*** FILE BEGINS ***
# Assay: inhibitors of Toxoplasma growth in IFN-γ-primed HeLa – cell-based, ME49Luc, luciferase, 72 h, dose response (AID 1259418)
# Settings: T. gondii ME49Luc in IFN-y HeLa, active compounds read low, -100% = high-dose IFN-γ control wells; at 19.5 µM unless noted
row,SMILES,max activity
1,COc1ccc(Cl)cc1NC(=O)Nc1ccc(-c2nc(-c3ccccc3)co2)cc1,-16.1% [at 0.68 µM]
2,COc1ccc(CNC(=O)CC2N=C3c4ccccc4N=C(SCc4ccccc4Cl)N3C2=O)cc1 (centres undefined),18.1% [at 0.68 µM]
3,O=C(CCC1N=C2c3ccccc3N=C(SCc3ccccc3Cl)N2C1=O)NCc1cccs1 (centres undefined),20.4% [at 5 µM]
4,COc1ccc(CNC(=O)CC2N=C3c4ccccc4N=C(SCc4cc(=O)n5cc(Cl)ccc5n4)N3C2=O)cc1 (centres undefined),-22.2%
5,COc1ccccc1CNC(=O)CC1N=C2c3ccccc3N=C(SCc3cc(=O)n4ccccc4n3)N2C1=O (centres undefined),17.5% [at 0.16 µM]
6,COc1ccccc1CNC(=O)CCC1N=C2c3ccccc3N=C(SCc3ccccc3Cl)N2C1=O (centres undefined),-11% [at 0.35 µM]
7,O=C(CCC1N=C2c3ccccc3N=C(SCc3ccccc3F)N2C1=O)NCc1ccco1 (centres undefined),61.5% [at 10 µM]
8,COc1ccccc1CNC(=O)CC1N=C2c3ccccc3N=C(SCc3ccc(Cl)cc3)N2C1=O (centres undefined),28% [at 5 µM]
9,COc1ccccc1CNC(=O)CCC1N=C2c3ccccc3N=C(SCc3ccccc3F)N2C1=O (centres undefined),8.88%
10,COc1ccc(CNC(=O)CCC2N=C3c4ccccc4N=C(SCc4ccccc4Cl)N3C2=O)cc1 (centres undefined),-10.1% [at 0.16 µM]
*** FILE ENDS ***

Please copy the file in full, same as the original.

# Assay: inhibitors of Toxoplasma growth in IFN-γ-primed HeLa – cell-based, ME49Luc, luciferase, 72 h, dose response (AID 1259418)
# Settings: T. gondii ME49Luc in IFN-y HeLa, active compounds read low, -100% = high-dose IFN-γ control wells; at 19.5 µM unless noted
row,SMILES,max activity
1,COc1ccc(Cl)cc1NC(=O)Nc1ccc(-c2nc(-c3ccccc3)co2)cc1,-16.1% [at 0.68 µM]
2,COc1ccc(CNC(=O)CC2N=C3c4ccccc4N=C(SCc4ccccc4Cl)N3C2=O)cc1 (centres undefined),18.1% [at 0.68 µM]
3,O=C(CCC1N=C2c3ccccc3N=C(SCc3ccccc3Cl)N2C1=O)NCc1cccs1 (centres undefined),20.4% [at 5 µM]
4,COc1ccc(CNC(=O)CC2N=C3c4ccccc4N=C(SCc4cc(=O)n5cc(Cl)ccc5n4)N3C2=O)cc1 (centres undefined),-22.2%
5,COc1ccccc1CNC(=O)CC1N=C2c3ccccc3N=C(SCc3cc(=O)n4ccccc4n3)N2C1=O (centres undefined),17.5% [at 0.16 µM]
6,COc1ccccc1CNC(=O)CCC1N=C2c3ccccc3N=C(SCc3ccccc3Cl)N2C1=O (centres undefined),-11% [at 0.35 µM]
7,O=C(CCC1N=C2c3ccccc3N=C(SCc3ccccc3F)N2C1=O)NCc1ccco1 (centres undefined),61.5% [at 10 µM]
8,COc1ccccc1CNC(=O)CC1N=C2c3ccccc3N=C(SCc3ccc(Cl)cc3)N2C1=O (centres undefined),28% [at 5 µM]
9,COc1ccccc1CNC(=O)CCC1N=C2c3ccccc3N=C(SCc3ccccc3F)N2C1=O (centres undefined),8.88%
10,COc1ccc(CNC(=O)CCC2N=C3c4ccccc4N=C(SCc4ccccc4Cl)N3C2=O)cc1 (centres undefined),-10.1% [at 0.16 µM]